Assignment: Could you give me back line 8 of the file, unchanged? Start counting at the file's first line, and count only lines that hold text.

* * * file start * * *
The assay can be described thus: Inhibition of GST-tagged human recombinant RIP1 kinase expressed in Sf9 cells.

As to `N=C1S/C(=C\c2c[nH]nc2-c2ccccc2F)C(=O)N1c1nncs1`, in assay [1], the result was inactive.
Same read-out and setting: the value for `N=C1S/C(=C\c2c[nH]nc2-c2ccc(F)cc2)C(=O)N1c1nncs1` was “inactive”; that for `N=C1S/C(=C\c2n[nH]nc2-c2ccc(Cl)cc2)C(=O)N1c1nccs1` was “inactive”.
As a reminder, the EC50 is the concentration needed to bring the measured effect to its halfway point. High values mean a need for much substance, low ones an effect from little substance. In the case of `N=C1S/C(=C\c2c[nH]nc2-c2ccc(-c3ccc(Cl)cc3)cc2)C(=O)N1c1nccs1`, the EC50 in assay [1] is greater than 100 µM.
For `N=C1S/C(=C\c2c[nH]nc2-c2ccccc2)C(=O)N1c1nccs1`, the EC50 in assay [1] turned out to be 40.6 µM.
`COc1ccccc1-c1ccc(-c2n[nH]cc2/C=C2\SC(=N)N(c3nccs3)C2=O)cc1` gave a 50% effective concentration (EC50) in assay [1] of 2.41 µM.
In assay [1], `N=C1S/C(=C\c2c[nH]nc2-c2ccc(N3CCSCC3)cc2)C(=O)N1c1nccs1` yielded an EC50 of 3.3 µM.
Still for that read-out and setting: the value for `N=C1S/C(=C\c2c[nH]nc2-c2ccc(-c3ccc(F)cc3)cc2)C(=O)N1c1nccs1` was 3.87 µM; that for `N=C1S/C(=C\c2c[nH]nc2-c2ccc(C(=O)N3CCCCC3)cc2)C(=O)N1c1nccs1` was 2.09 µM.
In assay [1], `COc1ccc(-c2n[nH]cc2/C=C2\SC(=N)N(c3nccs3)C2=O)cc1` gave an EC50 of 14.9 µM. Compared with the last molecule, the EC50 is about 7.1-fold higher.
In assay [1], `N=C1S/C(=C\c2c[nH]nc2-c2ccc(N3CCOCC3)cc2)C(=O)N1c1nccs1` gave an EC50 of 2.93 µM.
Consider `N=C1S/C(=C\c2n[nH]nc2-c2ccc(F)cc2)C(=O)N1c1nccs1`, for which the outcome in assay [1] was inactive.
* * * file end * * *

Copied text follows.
Still for that read-out and setting: the value for `N=C1S/C(=C\c2c[nH]nc2-c2ccc(-c3ccc(F)cc3)cc2)C(=O)N1c1nccs1` was 3.87 µM; that for `N=C1S/C(=C\c2c[nH]nc2-c2ccc(C(=O)N3CCCCC3)cc2)C(=O)N1c1nccs1` was 2.09 µM.